Investigation of Groundwater and Surface Water Interactions in Support of Ecosystem Management at San Sebastian Marsh, California

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To help the U.S. Bureau of Land Management determine the long-term sustainability of the San Sebastian Marsh, and its critical role for the survival of the endangered desert pupfish (Cyprinodon macularius), the USGS is evaluating the potential interactions and relation between groundwater and surface water at the San Sebastian Marsh.

Maintaining habitat quality for the federally listed endangered desert pupfish (Cyprinodon macularius) in the San Sebastian Marsh (SSM) is a high priority under the U.S. Bureau of Land Management (BLM) Desert Renewable Energy Conservation Plan (U.S. Bureau of Land Managemet, 2014). In 2017, land managers and the U.S. Fish and Wildlife Service became alarmed about the long-term drought impacts on SSM. Salvaged pupfish were transported to holding facilities at a wildlife refuge at the Salton Sea until conditions improved at the SSM to return the fish. A more complete understanding of the water resources for the SSM is urgent and essential for planning and undertaking steps to enhance the ecological function of the SSM, especially in its role as critical wetland habitat. 

a photo of two milky-colored desert pupfish against a dark background

Adult male and female endangered desert pupfish (Cyprinodon macularius).  (Public domain.)

The SSM has been designated an Area of Critical Environmental Concern and has been designated Critical Habitat for the desert pupfish (Cyprinodon macularius) and Yuma Ridgway’s Rail (Rallus ridgwayii yumanensis) (U.S. Bureau of Land Management, 2014).  Located in southern California, about 9 miles west of the Salton Sea in Imperial County, the SSM also attracts multiple species of desert bats, several of which the BLM California State Office has designated as Special Status Species and may furnish nesting habitat for two other threatened bird taxa:  southwestern willow flycatcher (Empidonax trailii extimus) and the least Bell’s vireo (Vireo bellii pusillus).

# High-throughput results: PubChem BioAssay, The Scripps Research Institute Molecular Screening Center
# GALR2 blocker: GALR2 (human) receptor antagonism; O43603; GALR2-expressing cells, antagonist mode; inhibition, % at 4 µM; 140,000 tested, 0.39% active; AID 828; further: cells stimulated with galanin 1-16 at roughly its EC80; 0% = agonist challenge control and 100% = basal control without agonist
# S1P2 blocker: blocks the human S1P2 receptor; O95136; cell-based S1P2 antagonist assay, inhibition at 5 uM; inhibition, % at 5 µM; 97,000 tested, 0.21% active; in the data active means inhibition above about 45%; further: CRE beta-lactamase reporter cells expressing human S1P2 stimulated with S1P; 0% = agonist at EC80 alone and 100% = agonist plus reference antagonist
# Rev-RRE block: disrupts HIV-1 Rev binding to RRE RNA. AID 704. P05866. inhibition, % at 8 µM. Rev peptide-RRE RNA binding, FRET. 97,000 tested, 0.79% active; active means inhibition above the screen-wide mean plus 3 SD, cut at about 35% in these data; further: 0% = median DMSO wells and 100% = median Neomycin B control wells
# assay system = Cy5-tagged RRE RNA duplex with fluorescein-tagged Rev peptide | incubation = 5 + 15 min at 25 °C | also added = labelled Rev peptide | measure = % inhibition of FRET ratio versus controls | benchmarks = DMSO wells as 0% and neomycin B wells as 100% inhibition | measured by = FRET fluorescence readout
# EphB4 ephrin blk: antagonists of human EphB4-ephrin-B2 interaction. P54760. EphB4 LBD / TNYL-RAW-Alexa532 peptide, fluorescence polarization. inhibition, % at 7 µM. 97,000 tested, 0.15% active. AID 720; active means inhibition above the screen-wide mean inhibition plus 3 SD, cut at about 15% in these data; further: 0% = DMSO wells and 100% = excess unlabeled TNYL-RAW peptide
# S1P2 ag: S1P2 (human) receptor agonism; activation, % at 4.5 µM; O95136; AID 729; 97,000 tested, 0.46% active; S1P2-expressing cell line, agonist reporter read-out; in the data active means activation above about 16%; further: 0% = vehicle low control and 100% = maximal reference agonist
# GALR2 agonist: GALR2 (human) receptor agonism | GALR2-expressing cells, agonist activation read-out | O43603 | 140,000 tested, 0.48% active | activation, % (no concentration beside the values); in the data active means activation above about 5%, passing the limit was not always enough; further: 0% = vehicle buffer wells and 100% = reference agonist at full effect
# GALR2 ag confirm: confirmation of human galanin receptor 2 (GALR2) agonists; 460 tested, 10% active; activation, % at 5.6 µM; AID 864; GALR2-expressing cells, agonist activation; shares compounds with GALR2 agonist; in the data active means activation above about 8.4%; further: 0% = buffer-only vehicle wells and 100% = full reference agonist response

No detailed or extensive investigative or scientific hydrologic study has been done to assess the sources of the water that discharges to the SSM. Groundwater discharge and inflow from San Felipe Creek, and other washes originating in the local mountains to the west and south, create flow at the SSM. The flow dissipates as water infiltrates the streambed as it flows to the northeast, downstream past the SSM. Data are needed to better understand the source(s) of the water, the interaction of groundwater and surface water contributing to the SSM, and the relation between the San Felipe Creek and the SSM.  

Study Approach 

To help the BLM determine the long-term sustainability of the SSM, and its critical role for the survival of the endangered desert pupfish, the USGS is evaluating the potential interactions and relation between groundwater and surface water at the SSM. This will advance the scientific foundation for management of the SSM, its two contributing watersheds—Carrizo Wash and San Felipe Creek—and the three groundwater basins that potentially contribute water to the SSM.  

To encompass all potential sources of water to the SSM, the area of interest covers the watersheds for San Filipe Creek and Carrizo Wash and five groundwater basins: Borrego Valley, Ocotillo-Clark Valley, Vallecito-Carrizo Valley, San Felipe Valley, and Yaqui Well Area (California Department of Water Resources, 2016).  

The scope of this study includes installing two nested, multi-depth monitoring sites for collecting and processing groundwater-level and water-quality data, and interpreting the data to determine the influence and contribution of groundwater and surface water to the SSM. Also, surface water samples will be collected from washes and streams within the two watersheds that feed the SSM. An attempt to estimate fluxes of water between the surface water and groundwater will be made using temperature signals (a one-dimensional numerical modeling approach) and examining differences in hydraulic head at the nested, multi-depth monitoring sites. 

The USGS expertise and scientific methods benefit the BLM managers, local landowners, and other private entities by providing data and information for them to manage wetlands, water resources, and watersheds efficiently and cost effectively 

 

References

California Department of Water Resources, 2016, California’s groundwater: California Department of Water Resources, Bulletin 118, Update 2018, accessed August 11, 2021, at https://water.ca.gov/Programs/Groundwater-Management/Bulletin-118

U.S. Bureau of Land Management, 2014, Desert Renewable Energy Conservation Plan (DRECP) and Environmental Impact Report/Environmental Impact Statement, California Energy Commission, California Department of Fish and Wildlife, U.S. Bureau of Land Management, U.S. Fish and Wildlife Service, accessed July 31, 2018 at https://www.fws.gov/carlsbad/PalmSprings/RenewableEnergyDocs.html